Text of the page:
TribLIVE

| USWorld


 
Larger text Larger text Smaller text Smaller text | Order Photo Reprints

House pushes for data about GM defect

Daily Photo Galleries

By Reuters
Tuesday, March 11, 2014, 6:54 p.m.
 

WASHINGTON — Congress' investigation of a deadly defect in some General Motors cars widened on Tuesday, and a House committee ordered the automaker and a federal regulator to provide details on steps they took to get unsafe cars off the road.

In another development, federal prosecutors in New York are examining whether GM is criminally liable for failing to properly disclose the defect, according to a source familiar with that investigation.

The malfunction, which first came to light a decade ago and involves more than 1.6 million GM vehicles, has been linked to 13 deaths and prompted a recent recall by the automaker. The defect, a problem with the ignition switch in some GM cars, could cause cars to stall, airbags to fail and other problems while moving at high speeds.

The supplier of the ignition switch, Delphi Automotive Plc, said on Tuesday that the part had not been provided to any other automaker.

The congressional inquiry expanded to the Senate as Commerce Committee Chairman Jay Rockefeller moved to launch hearings.

In the House, the Energy and Commerce Committee sent letters to GM CEO Mary Barra and National Highway Traffic and Safety Administration Acting Administrator David Friedman seeking information on their responses to consumers' complaints about the problem. They set a deadline of March 25 for the information.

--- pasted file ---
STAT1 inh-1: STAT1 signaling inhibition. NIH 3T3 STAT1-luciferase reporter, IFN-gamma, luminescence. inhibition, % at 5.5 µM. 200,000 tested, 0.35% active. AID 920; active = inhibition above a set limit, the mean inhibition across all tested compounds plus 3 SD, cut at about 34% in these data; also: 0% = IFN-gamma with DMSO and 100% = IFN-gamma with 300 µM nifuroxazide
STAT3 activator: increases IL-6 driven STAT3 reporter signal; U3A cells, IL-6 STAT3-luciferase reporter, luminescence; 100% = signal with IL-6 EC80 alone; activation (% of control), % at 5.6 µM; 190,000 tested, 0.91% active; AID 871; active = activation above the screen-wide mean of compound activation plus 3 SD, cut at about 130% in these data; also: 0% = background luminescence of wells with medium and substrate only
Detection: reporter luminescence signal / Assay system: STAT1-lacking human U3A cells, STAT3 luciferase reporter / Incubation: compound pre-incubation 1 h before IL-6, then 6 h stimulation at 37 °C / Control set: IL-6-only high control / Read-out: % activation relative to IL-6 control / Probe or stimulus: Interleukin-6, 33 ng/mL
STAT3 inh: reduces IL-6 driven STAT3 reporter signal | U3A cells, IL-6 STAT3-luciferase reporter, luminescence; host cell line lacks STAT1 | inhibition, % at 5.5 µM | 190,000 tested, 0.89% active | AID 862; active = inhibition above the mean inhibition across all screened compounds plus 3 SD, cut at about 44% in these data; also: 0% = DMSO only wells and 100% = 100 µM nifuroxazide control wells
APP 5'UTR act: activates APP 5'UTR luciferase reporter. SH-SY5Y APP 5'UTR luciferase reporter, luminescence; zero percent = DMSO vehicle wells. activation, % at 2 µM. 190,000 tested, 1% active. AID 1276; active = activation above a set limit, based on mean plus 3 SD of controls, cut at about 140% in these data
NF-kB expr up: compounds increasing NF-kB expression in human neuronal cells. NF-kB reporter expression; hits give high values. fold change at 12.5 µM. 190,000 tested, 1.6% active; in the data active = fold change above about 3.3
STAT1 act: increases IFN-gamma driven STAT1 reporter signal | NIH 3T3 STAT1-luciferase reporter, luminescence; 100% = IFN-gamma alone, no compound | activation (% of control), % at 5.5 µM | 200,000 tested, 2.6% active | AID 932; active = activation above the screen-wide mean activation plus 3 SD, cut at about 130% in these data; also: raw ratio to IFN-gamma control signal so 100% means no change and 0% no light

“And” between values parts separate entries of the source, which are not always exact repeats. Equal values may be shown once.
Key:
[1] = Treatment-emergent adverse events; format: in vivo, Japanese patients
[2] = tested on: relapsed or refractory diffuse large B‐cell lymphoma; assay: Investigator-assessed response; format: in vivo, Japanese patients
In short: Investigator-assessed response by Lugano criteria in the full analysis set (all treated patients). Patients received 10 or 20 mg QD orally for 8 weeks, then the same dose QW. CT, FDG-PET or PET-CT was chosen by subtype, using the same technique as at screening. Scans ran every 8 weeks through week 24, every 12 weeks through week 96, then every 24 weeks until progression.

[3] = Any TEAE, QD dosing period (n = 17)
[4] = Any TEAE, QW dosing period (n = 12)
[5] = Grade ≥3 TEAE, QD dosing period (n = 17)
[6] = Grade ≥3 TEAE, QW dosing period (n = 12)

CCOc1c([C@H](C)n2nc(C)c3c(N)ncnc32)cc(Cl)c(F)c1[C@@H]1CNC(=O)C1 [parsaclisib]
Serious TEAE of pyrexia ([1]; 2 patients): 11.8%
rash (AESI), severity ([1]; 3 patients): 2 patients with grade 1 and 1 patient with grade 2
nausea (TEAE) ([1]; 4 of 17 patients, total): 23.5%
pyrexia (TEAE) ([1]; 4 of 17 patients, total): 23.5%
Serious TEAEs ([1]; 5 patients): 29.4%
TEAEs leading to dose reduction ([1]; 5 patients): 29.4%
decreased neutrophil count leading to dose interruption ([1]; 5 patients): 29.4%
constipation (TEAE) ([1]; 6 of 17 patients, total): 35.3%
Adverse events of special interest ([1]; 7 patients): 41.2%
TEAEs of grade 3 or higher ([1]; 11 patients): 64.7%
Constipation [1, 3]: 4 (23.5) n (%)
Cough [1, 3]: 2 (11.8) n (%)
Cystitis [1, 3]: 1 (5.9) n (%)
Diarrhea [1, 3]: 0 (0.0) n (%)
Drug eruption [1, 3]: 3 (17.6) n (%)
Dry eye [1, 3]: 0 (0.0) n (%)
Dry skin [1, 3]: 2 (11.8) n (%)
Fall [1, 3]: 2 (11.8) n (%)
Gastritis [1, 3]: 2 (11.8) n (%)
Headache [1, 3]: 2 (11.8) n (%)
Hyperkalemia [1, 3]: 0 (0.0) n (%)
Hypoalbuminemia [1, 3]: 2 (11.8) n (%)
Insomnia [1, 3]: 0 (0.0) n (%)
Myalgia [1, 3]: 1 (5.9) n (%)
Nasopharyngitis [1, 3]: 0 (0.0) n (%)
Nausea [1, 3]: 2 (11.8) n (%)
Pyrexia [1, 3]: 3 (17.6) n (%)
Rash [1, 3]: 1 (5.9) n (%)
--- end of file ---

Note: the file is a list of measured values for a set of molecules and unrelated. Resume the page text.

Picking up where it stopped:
Subscribe today! Click here for our subscription offers.

 

 


Show commenting policy

Most-Read Nation

  1. Reports: Actor Ford seriously injured in small-plane crash in L.A.
  2. Florida woman wields a shotgun in forcing son to jump from window
  3. Feds weighed national standards but let North Dakota set regulations for oil trains’ safety
  4. Raw milk has little evidence of antibiotics, FDA survey finds
  5. Marathon blast survivor testifies to brush with bomber
  6. Blankenship: US prosecution ‘selective and vindictive’
  7. Lawmakers move to require schools to teach cursive amid Common Core wrangling
  8. Weapon supply vulnerable to hackers, Pentagon official warns
  9. McConnell punts on Iran review bill
  10. Latest winter blast strands airline passengers, motorists
  11. 1st suicide try likely last, says new study